2. a second stage, starting upon completion of the merger leveraged buyout between the SPV and target to be performed within a limited period after closing, during which the security package includes also a first ranking mortgage over the real estate, a pledge over the bank accounts on which cashflows are credited and an assignment of the receivables arising out of any lease agreement relating to the property and insurance policy covering the same.

Should the real estate owned by the target be already mortgaged to secure any existing loan previously granted to the vendor, the financing structure usually provides also for the repayment in full of the existing loan and cancellation of the relevant existing mortgage at closing.

v Tax considerations

The indirect taxes regime applicable to the purchase of real estate located in Italy depends on the characteristics of the seller, on whether the property qualifies as commercial or residential and on the renovation works executed by the seller.

For VAT purposes, assuming that the seller is registered for VAT in Italy and a transaction involves a commercial property, the purchase would be:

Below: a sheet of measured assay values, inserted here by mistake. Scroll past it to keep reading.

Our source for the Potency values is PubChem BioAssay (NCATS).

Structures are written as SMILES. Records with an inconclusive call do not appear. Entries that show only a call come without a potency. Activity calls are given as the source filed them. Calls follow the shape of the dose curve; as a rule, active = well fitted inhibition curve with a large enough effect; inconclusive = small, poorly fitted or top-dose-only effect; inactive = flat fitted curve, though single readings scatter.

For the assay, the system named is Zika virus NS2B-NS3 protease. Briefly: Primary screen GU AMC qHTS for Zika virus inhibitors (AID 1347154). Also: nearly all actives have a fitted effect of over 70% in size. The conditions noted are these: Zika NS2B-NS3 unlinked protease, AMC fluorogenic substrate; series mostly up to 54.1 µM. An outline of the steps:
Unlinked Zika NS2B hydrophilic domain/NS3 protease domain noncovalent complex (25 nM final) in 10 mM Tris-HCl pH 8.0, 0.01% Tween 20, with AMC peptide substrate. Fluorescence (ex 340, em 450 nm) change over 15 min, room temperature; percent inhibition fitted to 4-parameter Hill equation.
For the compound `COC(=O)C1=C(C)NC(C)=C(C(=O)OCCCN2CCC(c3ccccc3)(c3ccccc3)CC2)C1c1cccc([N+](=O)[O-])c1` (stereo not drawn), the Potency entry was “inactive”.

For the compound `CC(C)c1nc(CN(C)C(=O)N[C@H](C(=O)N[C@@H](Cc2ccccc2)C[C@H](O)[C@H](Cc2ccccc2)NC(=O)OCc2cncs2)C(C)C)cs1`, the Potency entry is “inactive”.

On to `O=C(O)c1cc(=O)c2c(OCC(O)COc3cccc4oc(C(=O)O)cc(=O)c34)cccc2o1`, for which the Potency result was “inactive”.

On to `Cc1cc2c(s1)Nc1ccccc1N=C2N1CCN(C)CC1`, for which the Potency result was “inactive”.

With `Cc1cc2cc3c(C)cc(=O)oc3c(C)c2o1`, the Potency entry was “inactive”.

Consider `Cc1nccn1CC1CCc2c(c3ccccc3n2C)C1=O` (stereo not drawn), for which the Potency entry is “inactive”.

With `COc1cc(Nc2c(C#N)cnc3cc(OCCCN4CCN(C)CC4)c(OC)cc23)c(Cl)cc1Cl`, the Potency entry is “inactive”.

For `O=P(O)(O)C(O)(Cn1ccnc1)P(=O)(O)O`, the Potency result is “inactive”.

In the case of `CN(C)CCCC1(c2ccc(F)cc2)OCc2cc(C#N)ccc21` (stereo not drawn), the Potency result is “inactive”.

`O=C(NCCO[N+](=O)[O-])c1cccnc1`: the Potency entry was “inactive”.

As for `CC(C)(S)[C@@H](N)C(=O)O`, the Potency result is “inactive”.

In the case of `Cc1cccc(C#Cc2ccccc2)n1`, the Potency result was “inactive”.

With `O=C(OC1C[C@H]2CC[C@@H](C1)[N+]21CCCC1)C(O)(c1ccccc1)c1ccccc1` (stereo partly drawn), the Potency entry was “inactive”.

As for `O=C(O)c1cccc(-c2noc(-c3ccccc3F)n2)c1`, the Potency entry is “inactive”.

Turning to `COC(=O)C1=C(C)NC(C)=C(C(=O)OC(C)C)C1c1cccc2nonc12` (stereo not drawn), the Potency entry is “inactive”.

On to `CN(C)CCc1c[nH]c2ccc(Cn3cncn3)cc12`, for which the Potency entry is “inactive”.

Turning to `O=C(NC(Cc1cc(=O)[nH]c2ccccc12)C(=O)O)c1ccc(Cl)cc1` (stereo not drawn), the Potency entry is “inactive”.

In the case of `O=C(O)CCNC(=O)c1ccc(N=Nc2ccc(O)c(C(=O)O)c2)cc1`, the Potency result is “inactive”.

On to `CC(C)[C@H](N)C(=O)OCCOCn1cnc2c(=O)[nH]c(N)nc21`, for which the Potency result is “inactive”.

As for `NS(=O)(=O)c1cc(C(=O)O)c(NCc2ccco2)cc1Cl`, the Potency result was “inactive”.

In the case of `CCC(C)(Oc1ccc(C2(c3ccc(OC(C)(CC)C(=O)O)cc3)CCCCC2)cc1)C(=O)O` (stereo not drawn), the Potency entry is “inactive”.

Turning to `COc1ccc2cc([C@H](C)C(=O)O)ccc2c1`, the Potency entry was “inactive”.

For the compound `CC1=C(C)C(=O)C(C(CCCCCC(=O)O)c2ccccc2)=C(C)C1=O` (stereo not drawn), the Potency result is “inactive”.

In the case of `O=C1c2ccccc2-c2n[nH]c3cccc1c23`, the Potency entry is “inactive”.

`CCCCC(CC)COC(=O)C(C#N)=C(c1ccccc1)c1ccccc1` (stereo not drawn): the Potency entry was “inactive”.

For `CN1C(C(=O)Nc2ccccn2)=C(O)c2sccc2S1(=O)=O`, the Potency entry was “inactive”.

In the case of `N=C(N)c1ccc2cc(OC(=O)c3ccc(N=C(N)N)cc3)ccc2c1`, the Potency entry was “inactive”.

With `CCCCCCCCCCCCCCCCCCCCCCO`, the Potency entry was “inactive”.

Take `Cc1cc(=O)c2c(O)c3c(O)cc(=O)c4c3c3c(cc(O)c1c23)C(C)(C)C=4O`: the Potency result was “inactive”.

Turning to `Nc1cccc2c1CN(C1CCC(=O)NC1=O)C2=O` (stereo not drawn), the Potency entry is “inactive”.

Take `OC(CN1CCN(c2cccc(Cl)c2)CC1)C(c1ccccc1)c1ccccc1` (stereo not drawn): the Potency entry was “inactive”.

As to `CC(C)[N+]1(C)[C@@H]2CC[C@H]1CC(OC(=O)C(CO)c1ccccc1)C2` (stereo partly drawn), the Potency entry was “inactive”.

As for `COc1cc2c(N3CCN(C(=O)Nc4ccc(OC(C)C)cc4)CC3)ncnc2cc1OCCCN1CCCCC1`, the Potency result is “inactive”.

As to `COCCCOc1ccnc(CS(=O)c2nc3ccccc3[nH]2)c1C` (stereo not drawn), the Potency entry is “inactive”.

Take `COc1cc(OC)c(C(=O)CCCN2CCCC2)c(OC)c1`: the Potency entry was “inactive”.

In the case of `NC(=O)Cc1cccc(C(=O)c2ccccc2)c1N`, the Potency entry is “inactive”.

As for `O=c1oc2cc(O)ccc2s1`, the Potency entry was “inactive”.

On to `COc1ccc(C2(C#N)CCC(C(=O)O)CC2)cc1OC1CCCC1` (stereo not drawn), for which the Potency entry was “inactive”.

1. compulsorily subject to VAT (at 10 or 22 per cent without the reverse charge procedure) if the seller has executed certain renovation works (specifically listed by the Italian building code) in the five years prior to the purchase; or
  2. otherwise exempt from VAT or subject to VAT (at 10 or 22 per cent with the reverse charge procedure) by option of the seller. The application of the exemption may give rise to certain limitations with respect to the deduction of input VAT.

For transfer tax purposes, the purchase of commercial properties is subject to a fixed registration tax (€200) and to proportional mortgage and cadastral taxes (respectively 3 and 1 per cent).

The above-mentioned regime for VAT and transfer taxes purposes applies also to real estate securitisation SPVs.

Conversely, transfer taxes are reduced to one-half (respectively 1.5 and 0.5 per cent) if part of the transaction is an Italian REIF or a SICAF, or if the purchase is made by a SIIQ.

Based on EU case law9, such reduction should not apply in the case of an investment fund established under the laws of a foreign jurisdiction. The European Court of Justice (ECJ) has stated that such restriction is not compliant with the EU principle of free movement of capital (Article 63 of TFEU). In light of such decision, the reduced transfer taxes should apply also to transactions carried out by non-resident real estate funds.

On the other side, share deals involving Italian real estate companies are not subject to VAT, and the related deed of purchase, if executed in Italy, is subject to fixed registration tax (€200). Moreover, if a purchase involves the shares of an Italian joint-stock company, the financial transaction tax (Tobin tax) would apply at 0.2 per cent of the price of the shares.